The reason for that is because since the 8.0.4 RC release, MySQL now uses SHA-2 Pluggable Authentication. In another words, how the database does authentication now changed.

Graphical User Interface

As of now, the only tool I could verify that it is working is Datagrip. But there is some steps to make sure you can successfully connect to the server. Follow the steps

1. The JDBC Connector

  1. Open the JDBC Connector page. Click on “Development Releases” tab and select your operating system, as of this post 8.0.9 was the latest version.
  2. Select the zip version of the file, if you are using macOS, select “Platform Independent”.
  3. The website it will ask for you to login, you don’t need to login, there is a link on the bottom of the page that says: “No thanks, just start my download.”.
  4. Unzip the zip​ file mysql-connector-java-8.0.9-rc.zip (the name may be different for you if the version is different)
  5. A folder will be created with the name of the compressed file, inside copy the jar file to a location where you can access it later easily, for example, I put mine in ~/workspace/drivers folder.

2. The GUI configuration

  1. Open Datagrip. Go to “File > Data Sources“. A window will open, right click on top of the “MySQL” name and select Duplicate.
  2. A new Driver is added with the name “MySQL [2]”, rename it to “MySQL 8.0”
  3. Then, unselect “Use” on “Driver Files” and click on the + sign. Select the jar file you downloaded on the previous section.
  4. Click in Apply.

3. Adding the source

  1. On the same window, click on the + sign on the top left. Select “MySQL 8.0
    Screen Shot 2018-02-22 at 14.50.28.png
  2. Fill out the details as you would for a connection: Data_Sources_and_Drivers
  3. Click on “Test Connection“.
  4. If everything worked, just click in “OK” to exit the screen.

From MySQL 8.0.0 to MySQL 8.0.1 – or any other dev milestone

Disclaimer: This post is aimed to you, the curious developer, sys-admin, technologist, whatever-title-you-use. DO NOT run the following lines on production. Not even in a stable environment, do this if you don’t care about the outcome of the current data.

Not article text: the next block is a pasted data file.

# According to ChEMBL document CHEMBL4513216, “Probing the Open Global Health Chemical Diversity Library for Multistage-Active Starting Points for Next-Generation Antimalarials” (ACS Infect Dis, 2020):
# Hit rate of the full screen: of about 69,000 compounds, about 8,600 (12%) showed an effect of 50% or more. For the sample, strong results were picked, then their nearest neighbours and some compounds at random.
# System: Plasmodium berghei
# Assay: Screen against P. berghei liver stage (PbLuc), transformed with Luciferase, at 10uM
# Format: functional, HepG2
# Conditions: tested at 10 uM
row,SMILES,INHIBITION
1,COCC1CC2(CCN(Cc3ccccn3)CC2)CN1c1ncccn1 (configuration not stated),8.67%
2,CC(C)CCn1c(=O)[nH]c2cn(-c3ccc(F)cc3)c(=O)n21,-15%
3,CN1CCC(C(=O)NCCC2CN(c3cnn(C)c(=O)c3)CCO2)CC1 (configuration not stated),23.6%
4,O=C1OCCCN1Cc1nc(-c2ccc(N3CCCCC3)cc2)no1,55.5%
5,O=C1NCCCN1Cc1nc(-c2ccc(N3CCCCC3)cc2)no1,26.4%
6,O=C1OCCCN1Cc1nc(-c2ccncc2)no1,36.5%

If you want to keep up with the newest MySQL developer milestones I have news for you: there is no upgrade available for milestone versions. The way to go is to remove old version and install new one, according to their website:

Upgrades between milestone releases (or from a milestone release to a GA release) are not supported. For example, upgrading from 8.0.0 to 8.0.1 is not supported, as neither are GA status releases.

So if you, like me, had the 8.0.0 version and want to test the 8.0.1 (alhtough 8.0.3 milestone is already in development) you need to do something like the following (tutorial based on Debian/Ubuntu servers).

Stop your service:

$ sudo service mysql stop

Download Oracle’s repository and install it, as of now this is the current version, you can get the new package here:

$ wget https://dev.mysql.com/get/mysql-apt-config_0.8.6-1_all.deb
$ sudo dpkg -i mysql-apt-config_0.8.6-1_all.deb

Clean your old install, you will lose all the data. Be careful, back up is on you!

$ sudo apt-get remove --purge mysql-server mysql-client mysql-common
$ sudo apt autoremove
$ sudo apt-get autoclean
$ sudo apt-get install mysql-server

This is the way to go to test the new features such as Descending Indexes and others. Remember, the new default encoding was changed from latin1 to utf8mb4.

Short feature list:

The complete list is available here.